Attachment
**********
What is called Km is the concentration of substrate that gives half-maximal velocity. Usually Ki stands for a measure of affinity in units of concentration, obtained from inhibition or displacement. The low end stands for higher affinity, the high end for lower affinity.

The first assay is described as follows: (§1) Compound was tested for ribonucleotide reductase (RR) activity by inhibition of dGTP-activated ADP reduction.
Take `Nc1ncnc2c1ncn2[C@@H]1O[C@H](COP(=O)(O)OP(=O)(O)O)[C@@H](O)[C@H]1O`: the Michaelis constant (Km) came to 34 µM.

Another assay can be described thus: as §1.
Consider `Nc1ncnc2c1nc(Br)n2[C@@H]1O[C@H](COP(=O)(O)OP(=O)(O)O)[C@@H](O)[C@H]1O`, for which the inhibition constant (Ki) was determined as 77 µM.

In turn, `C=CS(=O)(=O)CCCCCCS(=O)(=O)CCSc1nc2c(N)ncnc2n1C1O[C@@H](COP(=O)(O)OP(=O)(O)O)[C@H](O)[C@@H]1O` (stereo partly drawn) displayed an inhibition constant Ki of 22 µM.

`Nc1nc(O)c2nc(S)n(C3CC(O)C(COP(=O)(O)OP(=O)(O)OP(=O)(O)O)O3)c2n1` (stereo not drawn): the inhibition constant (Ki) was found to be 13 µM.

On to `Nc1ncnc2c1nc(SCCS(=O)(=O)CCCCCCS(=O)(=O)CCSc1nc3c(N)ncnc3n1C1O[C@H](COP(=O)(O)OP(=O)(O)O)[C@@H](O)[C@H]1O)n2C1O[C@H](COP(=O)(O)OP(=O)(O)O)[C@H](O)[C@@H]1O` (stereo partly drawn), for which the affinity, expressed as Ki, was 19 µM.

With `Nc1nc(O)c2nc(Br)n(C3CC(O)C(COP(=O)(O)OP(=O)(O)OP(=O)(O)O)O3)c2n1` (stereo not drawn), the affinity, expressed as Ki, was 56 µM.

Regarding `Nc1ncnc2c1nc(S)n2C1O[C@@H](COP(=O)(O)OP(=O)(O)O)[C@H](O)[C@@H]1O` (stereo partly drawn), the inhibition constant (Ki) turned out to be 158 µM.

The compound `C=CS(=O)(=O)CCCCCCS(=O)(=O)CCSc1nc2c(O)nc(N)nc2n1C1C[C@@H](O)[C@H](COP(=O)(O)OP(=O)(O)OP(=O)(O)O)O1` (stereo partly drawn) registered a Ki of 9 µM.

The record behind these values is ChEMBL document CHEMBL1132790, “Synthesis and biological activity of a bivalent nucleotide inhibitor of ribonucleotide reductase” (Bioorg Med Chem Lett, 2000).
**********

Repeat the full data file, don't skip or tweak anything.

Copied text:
What is called Km is the concentration of substrate that gives half-maximal velocity. Usually Ki stands for a measure of affinity in units of concentration, obtained from inhibition or displacement. The low end stands for higher affinity, the high end for lower affinity.

The first assay is described as follows: (§1) Compound was tested for ribonucleotide reductase (RR) activity by inhibition of dGTP-activated ADP reduction.
Take `Nc1ncnc2c1ncn2[C@@H]1O[C@H](COP(=O)(O)OP(=O)(O)O)[C@@H](O)[C@H]1O`: the Michaelis constant (Km) came to 34 µM.

Another assay can be described thus: as §1.
Consider `Nc1ncnc2c1nc(Br)n2[C@@H]1O[C@H](COP(=O)(O)OP(=O)(O)O)[C@@H](O)[C@H]1O`, for which the inhibition constant (Ki) was determined as 77 µM.

In turn, `C=CS(=O)(=O)CCCCCCS(=O)(=O)CCSc1nc2c(N)ncnc2n1C1O[C@@H](COP(=O)(O)OP(=O)(O)O)[C@H](O)[C@@H]1O` (stereo partly drawn) displayed an inhibition constant Ki of 22 µM.

`Nc1nc(O)c2nc(S)n(C3CC(O)C(COP(=O)(O)OP(=O)(O)OP(=O)(O)O)O3)c2n1` (stereo not drawn): the inhibition constant (Ki) was found to be 13 µM.

On to `Nc1ncnc2c1nc(SCCS(=O)(=O)CCCCCCS(=O)(=O)CCSc1nc3c(N)ncnc3n1C1O[C@H](COP(=O)(O)OP(=O)(O)O)[C@@H](O)[C@H]1O)n2C1O[C@H](COP(=O)(O)OP(=O)(O)O)[C@H](O)[C@@H]1O` (stereo partly drawn), for which the affinity, expressed as Ki, was 19 µM.

With `Nc1nc(O)c2nc(Br)n(C3CC(O)C(COP(=O)(O)OP(=O)(O)OP(=O)(O)O)O3)c2n1` (stereo not drawn), the affinity, expressed as Ki, was 56 µM.

Regarding `Nc1ncnc2c1nc(S)n2C1O[C@@H](COP(=O)(O)OP(=O)(O)O)[C@H](O)[C@@H]1O` (stereo partly drawn), the inhibition constant (Ki) turned out to be 158 µM.

The compound `C=CS(=O)(=O)CCCCCCS(=O)(=O)CCSc1nc2c(O)nc(N)nc2n1C1C[C@@H](O)[C@H](COP(=O)(O)OP(=O)(O)OP(=O)(O)O)O1` (stereo partly drawn) registered a Ki of 9 µM.

The record behind these values is ChEMBL document CHEMBL1132790, “Synthesis and biological activity of a bivalent nucleotide inhibitor of ribonucleotide reductase” (Bioorg Med Chem Lett, 2000).